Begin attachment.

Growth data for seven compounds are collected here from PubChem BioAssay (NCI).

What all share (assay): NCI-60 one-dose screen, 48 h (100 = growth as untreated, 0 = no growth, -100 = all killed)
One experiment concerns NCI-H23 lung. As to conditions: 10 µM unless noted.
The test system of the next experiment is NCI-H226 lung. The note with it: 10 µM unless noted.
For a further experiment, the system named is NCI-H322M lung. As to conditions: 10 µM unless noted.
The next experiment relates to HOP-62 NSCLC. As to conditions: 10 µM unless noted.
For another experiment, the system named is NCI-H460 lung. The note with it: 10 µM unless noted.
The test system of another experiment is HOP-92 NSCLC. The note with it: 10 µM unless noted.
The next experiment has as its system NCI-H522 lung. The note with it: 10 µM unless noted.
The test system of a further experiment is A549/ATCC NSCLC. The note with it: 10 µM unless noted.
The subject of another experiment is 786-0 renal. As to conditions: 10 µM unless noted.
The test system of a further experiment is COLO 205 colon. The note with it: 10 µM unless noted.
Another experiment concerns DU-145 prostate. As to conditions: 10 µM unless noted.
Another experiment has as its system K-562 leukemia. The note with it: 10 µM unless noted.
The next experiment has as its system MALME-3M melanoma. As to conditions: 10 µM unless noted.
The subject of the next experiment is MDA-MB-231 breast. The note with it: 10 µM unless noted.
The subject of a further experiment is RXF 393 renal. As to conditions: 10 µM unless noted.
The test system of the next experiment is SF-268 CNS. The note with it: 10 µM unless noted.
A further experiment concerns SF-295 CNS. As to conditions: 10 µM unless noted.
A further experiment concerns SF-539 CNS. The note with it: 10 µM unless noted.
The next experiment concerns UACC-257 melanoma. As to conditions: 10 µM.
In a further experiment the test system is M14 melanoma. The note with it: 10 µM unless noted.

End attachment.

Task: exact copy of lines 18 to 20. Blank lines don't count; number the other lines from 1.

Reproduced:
The test system of the next experiment is SF-268 CNS. The note with it: 10 µM unless noted.
A further experiment concerns SF-295 CNS. As to conditions: 10 µM unless noted.
A further experiment concerns SF-539 CNS. The note with it: 10 µM unless noted.